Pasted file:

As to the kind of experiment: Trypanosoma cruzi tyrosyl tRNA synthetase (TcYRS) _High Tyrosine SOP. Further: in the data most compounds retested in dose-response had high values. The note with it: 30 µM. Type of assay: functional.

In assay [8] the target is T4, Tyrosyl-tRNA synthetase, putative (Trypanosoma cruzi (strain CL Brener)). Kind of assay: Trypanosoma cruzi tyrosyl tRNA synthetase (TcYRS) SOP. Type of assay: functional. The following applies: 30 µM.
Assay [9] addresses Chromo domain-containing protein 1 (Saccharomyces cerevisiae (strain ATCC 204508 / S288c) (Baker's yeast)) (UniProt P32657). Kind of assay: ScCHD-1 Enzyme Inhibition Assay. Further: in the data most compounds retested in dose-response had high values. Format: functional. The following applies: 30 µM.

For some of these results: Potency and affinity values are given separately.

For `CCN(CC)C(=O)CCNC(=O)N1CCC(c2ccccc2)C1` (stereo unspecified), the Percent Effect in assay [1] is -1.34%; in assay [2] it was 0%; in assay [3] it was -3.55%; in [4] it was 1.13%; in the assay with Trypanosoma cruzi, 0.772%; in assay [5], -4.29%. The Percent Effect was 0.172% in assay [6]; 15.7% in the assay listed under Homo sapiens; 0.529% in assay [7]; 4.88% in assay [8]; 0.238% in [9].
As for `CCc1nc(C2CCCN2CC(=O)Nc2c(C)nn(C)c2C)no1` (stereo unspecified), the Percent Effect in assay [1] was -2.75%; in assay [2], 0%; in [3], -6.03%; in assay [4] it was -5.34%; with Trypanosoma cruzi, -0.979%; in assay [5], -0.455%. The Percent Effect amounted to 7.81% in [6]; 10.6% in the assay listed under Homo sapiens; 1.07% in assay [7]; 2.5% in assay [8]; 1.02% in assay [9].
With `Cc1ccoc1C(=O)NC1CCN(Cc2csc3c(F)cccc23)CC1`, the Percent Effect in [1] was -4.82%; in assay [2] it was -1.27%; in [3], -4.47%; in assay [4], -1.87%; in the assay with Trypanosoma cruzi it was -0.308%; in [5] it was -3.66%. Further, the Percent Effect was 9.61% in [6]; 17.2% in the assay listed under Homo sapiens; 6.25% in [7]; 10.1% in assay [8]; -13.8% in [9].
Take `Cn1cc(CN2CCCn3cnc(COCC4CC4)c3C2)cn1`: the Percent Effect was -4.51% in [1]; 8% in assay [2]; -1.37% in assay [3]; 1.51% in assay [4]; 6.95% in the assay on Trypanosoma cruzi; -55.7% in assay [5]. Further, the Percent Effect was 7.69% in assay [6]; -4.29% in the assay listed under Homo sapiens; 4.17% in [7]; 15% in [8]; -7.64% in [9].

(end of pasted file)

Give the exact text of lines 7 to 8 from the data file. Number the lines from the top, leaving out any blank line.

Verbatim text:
With `Cc1ccoc1C(=O)NC1CCN(Cc2csc3c(F)cccc23)CC1`, the Percent Effect in [1] was -4.82%; in assay [2] it was -1.27%; in [3], -4.47%; in assay [4], -1.87%; in the assay with Trypanosoma cruzi it was -0.308%; in [5] it was -3.66%. Further, the Percent Effect was 9.61% in [6]; 17.2% in the assay listed under Homo sapiens; 6.25% in [7]; 10.1% in assay [8]; -13.8% in [9].
Take `Cn1cc(CN2CCCn3cnc(COCC4CC4)c3C2)cn1`: the Percent Effect was -4.51% in [1]; 8% in assay [2]; -1.37% in assay [3]; 1.51% in assay [4]; 6.95% in the assay on Trypanosoma cruzi; -55.7% in assay [5]. Further, the Percent Effect was 7.69% in assay [6]; -4.29% in the assay listed under Homo sapiens; 4.17% in [7]; 15% in [8]; -7.64% in [9].